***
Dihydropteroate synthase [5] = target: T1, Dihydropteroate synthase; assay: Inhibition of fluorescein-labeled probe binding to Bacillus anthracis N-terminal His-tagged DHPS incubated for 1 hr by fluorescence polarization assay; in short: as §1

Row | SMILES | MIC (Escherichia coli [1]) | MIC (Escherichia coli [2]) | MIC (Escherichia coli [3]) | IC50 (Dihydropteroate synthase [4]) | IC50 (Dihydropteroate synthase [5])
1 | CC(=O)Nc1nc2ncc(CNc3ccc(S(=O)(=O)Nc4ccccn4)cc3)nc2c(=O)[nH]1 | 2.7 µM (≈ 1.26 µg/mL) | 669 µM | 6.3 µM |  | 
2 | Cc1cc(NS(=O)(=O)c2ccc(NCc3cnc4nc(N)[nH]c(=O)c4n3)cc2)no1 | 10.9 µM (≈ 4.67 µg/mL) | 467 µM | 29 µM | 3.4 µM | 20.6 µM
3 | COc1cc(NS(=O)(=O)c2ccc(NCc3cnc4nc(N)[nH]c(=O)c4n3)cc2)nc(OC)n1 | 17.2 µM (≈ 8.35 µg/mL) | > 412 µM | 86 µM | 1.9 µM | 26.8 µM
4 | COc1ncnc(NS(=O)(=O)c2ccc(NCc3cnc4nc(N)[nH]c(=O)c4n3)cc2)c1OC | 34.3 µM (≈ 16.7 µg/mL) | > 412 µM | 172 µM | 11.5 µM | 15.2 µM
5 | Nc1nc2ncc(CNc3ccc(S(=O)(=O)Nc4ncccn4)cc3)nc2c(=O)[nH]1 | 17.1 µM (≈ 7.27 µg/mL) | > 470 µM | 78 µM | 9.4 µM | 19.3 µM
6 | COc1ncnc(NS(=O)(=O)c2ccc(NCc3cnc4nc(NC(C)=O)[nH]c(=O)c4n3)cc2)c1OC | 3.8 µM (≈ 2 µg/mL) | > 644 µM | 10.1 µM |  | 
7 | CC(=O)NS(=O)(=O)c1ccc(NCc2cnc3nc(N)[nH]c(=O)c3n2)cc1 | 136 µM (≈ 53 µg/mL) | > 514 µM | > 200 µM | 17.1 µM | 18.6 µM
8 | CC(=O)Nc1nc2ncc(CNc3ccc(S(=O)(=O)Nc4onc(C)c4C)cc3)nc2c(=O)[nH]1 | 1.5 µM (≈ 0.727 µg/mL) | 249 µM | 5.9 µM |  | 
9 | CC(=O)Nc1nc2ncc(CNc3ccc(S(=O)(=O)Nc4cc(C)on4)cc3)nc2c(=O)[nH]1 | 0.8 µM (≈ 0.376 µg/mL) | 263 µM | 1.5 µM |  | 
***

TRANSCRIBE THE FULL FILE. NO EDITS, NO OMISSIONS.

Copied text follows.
Dihydropteroate synthase [5] = target: T1, Dihydropteroate synthase; assay: Inhibition of fluorescein-labeled probe binding to Bacillus anthracis N-terminal His-tagged DHPS incubated for 1 hr by fluorescence polarization assay; in short: as §1

Row | SMILES | MIC (Escherichia coli [1]) | MIC (Escherichia coli [2]) | MIC (Escherichia coli [3]) | IC50 (Dihydropteroate synthase [4]) | IC50 (Dihydropteroate synthase [5])
1 | CC(=O)Nc1nc2ncc(CNc3ccc(S(=O)(=O)Nc4ccccn4)cc3)nc2c(=O)[nH]1 | 2.7 µM (≈ 1.26 µg/mL) | 669 µM | 6.3 µM |  | 
2 | Cc1cc(NS(=O)(=O)c2ccc(NCc3cnc4nc(N)[nH]c(=O)c4n3)cc2)no1 | 10.9 µM (≈ 4.67 µg/mL) | 467 µM | 29 µM | 3.4 µM | 20.6 µM
3 | COc1cc(NS(=O)(=O)c2ccc(NCc3cnc4nc(N)[nH]c(=O)c4n3)cc2)nc(OC)n1 | 17.2 µM (≈ 8.35 µg/mL) | > 412 µM | 86 µM | 1.9 µM | 26.8 µM
4 | COc1ncnc(NS(=O)(=O)c2ccc(NCc3cnc4nc(N)[nH]c(=O)c4n3)cc2)c1OC | 34.3 µM (≈ 16.7 µg/mL) | > 412 µM | 172 µM | 11.5 µM | 15.2 µM
5 | Nc1nc2ncc(CNc3ccc(S(=O)(=O)Nc4ncccn4)cc3)nc2c(=O)[nH]1 | 17.1 µM (≈ 7.27 µg/mL) | > 470 µM | 78 µM | 9.4 µM | 19.3 µM
6 | COc1ncnc(NS(=O)(=O)c2ccc(NCc3cnc4nc(NC(C)=O)[nH]c(=O)c4n3)cc2)c1OC | 3.8 µM (≈ 2 µg/mL) | > 644 µM | 10.1 µM |  | 
7 | CC(=O)NS(=O)(=O)c1ccc(NCc2cnc3nc(N)[nH]c(=O)c3n2)cc1 | 136 µM (≈ 53 µg/mL) | > 514 µM | > 200 µM | 17.1 µM | 18.6 µM
8 | CC(=O)Nc1nc2ncc(CNc3ccc(S(=O)(=O)Nc4onc(C)c4C)cc3)nc2c(=O)[nH]1 | 1.5 µM (≈ 0.727 µg/mL) | 249 µM | 5.9 µM |  | 
9 | CC(=O)Nc1nc2ncc(CNc3ccc(S(=O)(=O)Nc4cc(C)on4)cc3)nc2c(=O)[nH]1 | 0.8 µM (≈ 0.376 µg/mL) | 263 µM | 1.5 µM |  | 